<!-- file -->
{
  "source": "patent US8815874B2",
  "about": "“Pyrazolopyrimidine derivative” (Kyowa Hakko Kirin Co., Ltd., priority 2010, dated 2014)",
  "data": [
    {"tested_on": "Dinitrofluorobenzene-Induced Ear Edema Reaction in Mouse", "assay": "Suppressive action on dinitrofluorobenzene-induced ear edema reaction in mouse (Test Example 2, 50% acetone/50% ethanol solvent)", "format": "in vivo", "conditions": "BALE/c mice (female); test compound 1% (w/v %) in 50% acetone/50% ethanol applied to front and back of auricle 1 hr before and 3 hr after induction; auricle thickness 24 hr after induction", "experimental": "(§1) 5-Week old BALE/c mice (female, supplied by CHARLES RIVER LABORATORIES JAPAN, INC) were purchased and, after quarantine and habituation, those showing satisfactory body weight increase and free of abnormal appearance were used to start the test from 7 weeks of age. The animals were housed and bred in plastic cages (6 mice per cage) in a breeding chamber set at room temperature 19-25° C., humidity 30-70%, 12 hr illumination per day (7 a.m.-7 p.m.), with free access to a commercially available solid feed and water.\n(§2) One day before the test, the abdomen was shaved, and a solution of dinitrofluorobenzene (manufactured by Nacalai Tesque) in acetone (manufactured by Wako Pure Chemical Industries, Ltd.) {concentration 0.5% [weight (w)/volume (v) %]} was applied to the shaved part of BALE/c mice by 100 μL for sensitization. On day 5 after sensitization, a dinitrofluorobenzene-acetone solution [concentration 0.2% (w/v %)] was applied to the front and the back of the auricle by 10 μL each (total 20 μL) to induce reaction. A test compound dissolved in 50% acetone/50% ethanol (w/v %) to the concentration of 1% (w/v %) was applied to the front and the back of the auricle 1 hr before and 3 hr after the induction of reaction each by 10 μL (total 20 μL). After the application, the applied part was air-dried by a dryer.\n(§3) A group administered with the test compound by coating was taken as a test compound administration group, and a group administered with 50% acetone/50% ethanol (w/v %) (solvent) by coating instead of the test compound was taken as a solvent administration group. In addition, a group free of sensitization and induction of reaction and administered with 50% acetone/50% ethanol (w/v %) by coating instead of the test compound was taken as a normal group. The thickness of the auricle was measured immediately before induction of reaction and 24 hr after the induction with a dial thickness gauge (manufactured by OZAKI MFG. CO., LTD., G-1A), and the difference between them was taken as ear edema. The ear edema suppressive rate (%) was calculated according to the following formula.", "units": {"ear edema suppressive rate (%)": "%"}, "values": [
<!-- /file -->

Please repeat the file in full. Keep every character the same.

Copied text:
{
  "source": "patent US8815874B2",
  "about": "“Pyrazolopyrimidine derivative” (Kyowa Hakko Kirin Co., Ltd., priority 2010, dated 2014)",
  "data": [
    {"tested_on": "Dinitrofluorobenzene-Induced Ear Edema Reaction in Mouse", "assay": "Suppressive action on dinitrofluorobenzene-induced ear edema reaction in mouse (Test Example 2, 50% acetone/50% ethanol solvent)", "format": "in vivo", "conditions": "BALE/c mice (female); test compound 1% (w/v %) in 50% acetone/50% ethanol applied to front and back of auricle 1 hr before and 3 hr after induction; auricle thickness 24 hr after induction", "experimental": "(§1) 5-Week old BALE/c mice (female, supplied by CHARLES RIVER LABORATORIES JAPAN, INC) were purchased and, after quarantine and habituation, those showing satisfactory body weight increase and free of abnormal appearance were used to start the test from 7 weeks of age. The animals were housed and bred in plastic cages (6 mice per cage) in a breeding chamber set at room temperature 19-25° C., humidity 30-70%, 12 hr illumination per day (7 a.m.-7 p.m.), with free access to a commercially available solid feed and water.\n(§2) One day before the test, the abdomen was shaved, and a solution of dinitrofluorobenzene (manufactured by Nacalai Tesque) in acetone (manufactured by Wako Pure Chemical Industries, Ltd.) {concentration 0.5% [weight (w)/volume (v) %]} was applied to the shaved part of BALE/c mice by 100 μL for sensitization. On day 5 after sensitization, a dinitrofluorobenzene-acetone solution [concentration 0.2% (w/v %)] was applied to the front and the back of the auricle by 10 μL each (total 20 μL) to induce reaction. A test compound dissolved in 50% acetone/50% ethanol (w/v %) to the concentration of 1% (w/v %) was applied to the front and the back of the auricle 1 hr before and 3 hr after the induction of reaction each by 10 μL (total 20 μL). After the application, the applied part was air-dried by a dryer.\n(§3) A group administered with the test compound by coating was taken as a test compound administration group, and a group administered with 50% acetone/50% ethanol (w/v %) (solvent) by coating instead of the test compound was taken as a solvent administration group. In addition, a group free of sensitization and induction of reaction and administered with 50% acetone/50% ethanol (w/v %) by coating instead of the test compound was taken as a normal group. The thickness of the auricle was measured immediately before induction of reaction and 24 hr after the induction with a dial thickness gauge (manufactured by OZAKI MFG. CO., LTD., G-1A), and the difference between them was taken as ear edema. The ear edema suppressive rate (%) was calculated according to the following formula.", "units": {"ear edema suppressive rate (%)": "%"}, "values": [